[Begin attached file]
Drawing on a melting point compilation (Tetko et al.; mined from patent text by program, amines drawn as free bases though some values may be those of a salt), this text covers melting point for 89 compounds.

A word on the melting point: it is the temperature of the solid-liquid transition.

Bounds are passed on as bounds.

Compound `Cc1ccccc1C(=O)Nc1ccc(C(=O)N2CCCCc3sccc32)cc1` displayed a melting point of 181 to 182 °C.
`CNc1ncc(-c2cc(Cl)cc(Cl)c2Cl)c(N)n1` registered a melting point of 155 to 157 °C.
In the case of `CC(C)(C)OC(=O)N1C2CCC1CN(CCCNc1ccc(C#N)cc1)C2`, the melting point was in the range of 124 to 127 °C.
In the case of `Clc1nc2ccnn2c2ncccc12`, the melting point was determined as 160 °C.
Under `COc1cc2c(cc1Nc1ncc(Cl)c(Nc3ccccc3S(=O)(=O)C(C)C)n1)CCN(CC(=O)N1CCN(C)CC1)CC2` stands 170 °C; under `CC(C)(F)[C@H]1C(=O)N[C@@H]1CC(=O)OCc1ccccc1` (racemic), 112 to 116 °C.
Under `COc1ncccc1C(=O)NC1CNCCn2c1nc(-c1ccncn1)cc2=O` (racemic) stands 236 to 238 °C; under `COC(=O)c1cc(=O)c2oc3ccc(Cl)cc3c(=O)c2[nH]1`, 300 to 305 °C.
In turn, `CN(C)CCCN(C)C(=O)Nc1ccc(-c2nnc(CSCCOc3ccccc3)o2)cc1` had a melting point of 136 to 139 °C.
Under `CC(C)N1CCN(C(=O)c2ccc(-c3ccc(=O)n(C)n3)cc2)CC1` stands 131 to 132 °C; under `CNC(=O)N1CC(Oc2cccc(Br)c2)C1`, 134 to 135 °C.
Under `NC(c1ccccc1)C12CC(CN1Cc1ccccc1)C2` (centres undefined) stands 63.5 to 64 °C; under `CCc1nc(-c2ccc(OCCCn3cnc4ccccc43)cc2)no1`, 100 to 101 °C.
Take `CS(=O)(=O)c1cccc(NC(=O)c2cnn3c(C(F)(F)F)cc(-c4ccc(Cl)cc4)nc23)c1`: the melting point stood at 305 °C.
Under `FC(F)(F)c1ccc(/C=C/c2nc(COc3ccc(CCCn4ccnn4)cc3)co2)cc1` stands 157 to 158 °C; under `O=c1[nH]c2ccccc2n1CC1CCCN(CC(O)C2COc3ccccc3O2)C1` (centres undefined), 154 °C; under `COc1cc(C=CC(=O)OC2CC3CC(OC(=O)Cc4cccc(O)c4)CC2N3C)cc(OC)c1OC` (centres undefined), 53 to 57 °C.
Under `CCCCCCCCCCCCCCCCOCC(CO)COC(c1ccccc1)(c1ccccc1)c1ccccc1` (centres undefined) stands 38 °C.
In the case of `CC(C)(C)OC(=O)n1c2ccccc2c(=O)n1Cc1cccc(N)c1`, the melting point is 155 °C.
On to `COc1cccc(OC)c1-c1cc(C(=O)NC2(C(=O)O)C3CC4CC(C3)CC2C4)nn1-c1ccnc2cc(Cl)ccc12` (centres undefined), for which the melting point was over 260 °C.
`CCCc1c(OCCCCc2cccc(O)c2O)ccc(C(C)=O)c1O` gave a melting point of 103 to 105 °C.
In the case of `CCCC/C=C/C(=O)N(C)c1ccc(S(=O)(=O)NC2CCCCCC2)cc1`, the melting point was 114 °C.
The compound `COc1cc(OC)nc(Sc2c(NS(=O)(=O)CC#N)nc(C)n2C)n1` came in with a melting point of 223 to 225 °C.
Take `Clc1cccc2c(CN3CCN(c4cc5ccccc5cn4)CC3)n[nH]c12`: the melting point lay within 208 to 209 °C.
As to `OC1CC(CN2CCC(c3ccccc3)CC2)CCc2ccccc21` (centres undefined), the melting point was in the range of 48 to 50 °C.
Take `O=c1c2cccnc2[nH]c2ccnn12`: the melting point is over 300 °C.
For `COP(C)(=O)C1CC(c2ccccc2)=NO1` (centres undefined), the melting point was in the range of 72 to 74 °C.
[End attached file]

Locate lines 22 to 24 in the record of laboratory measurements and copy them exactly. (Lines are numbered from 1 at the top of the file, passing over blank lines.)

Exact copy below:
As to `OC1CC(CN2CCC(c3ccccc3)CC2)CCc2ccccc21` (centres undefined), the melting point was in the range of 48 to 50 °C.
Take `O=c1c2cccnc2[nH]c2ccnn12`: the melting point is over 300 °C.
For `COP(C)(=O)C1CC(c2ccccc2)=NO1` (centres undefined), the melting point was in the range of 72 to 74 °C.